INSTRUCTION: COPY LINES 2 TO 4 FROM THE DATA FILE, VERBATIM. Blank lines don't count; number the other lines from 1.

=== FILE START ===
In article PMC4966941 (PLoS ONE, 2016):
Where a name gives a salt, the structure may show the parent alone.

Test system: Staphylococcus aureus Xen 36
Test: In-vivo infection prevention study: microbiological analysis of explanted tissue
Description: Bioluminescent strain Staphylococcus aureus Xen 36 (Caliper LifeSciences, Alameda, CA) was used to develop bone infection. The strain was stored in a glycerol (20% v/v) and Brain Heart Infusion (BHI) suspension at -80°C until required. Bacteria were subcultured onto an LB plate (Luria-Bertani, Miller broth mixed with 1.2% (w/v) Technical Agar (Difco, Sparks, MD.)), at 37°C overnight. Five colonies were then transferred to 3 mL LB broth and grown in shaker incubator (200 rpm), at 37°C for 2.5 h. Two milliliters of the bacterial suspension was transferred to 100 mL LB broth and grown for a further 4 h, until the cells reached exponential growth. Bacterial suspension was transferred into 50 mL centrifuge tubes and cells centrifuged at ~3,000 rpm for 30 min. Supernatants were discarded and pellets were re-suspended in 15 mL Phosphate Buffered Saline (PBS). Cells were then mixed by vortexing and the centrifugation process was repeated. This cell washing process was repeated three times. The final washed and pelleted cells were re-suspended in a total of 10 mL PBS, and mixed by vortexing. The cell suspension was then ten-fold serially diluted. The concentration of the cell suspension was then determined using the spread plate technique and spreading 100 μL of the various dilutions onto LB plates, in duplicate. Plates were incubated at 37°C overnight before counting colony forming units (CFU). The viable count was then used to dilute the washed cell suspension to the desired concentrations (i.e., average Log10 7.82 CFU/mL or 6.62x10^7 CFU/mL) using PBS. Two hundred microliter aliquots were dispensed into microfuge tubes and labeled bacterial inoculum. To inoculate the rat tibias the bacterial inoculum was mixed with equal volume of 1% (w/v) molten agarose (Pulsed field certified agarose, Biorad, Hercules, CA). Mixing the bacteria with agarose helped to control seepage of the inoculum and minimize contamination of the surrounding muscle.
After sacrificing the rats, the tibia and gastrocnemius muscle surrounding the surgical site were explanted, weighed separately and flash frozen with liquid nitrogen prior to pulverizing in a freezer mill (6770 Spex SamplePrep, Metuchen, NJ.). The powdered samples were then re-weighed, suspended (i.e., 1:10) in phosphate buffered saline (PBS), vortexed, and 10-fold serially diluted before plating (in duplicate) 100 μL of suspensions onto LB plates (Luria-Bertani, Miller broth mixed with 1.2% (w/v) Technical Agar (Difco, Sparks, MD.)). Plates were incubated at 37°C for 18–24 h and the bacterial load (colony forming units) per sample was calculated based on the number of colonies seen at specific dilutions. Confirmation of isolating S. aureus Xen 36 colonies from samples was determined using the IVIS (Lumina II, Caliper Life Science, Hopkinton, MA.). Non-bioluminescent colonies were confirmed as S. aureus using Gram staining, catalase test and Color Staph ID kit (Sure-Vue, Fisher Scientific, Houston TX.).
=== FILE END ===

Where a name gives a salt, the structure may show the parent alone.

Test system: Staphylococcus aureus Xen 36
Test: In-vivo infection prevention study: microbiological analysis of explanted tissue